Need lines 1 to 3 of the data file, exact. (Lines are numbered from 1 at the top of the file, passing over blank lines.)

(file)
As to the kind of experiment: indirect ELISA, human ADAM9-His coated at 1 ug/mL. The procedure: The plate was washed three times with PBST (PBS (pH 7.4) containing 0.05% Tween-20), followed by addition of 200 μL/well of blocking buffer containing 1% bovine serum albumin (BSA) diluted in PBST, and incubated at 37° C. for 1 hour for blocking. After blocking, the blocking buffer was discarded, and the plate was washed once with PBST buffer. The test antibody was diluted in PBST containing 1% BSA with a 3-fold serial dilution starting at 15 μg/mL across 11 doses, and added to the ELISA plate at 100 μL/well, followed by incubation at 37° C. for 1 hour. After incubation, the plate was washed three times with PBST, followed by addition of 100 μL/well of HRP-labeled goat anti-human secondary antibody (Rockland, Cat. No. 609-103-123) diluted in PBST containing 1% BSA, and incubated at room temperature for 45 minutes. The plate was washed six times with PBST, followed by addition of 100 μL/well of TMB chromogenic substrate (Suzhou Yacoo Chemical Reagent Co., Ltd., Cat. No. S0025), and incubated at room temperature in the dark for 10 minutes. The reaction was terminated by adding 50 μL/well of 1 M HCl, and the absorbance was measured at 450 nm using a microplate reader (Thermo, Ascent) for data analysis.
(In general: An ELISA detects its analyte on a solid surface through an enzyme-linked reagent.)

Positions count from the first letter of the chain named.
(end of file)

As to the kind of experiment: indirect ELISA, human ADAM9-His coated at 1 ug/mL. The procedure: The plate was washed three times with PBST (PBS (pH 7.4) containing 0.05% Tween-20), followed by addition of 200 μL/well of blocking buffer containing 1% bovine serum albumin (BSA) diluted in PBST, and incubated at 37° C. for 1 hour for blocking. After blocking, the blocking buffer was discarded, and the plate was washed once with PBST buffer. The test antibody was diluted in PBST containing 1% BSA with a 3-fold serial dilution starting at 15 μg/mL across 11 doses, and added to the ELISA plate at 100 μL/well, followed by incubation at 37° C. for 1 hour. After incubation, the plate was washed three times with PBST, followed by addition of 100 μL/well of HRP-labeled goat anti-human secondary antibody (Rockland, Cat. No. 609-103-123) diluted in PBST containing 1% BSA, and incubated at room temperature for 45 minutes. The plate was washed six times with PBST, followed by addition of 100 μL/well of TMB chromogenic substrate (Suzhou Yacoo Chemical Reagent Co., Ltd., Cat. No. S0025), and incubated at room temperature in the dark for 10 minutes. The reaction was terminated by adding 50 μL/well of 1 M HCl, and the absorbance was measured at 450 nm using a microplate reader (Thermo, Ascent) for data analysis.
(In general: An ELISA detects its analyte on a solid surface through an enzyme-linked reagent.)

Positions count from the first letter of the chain named.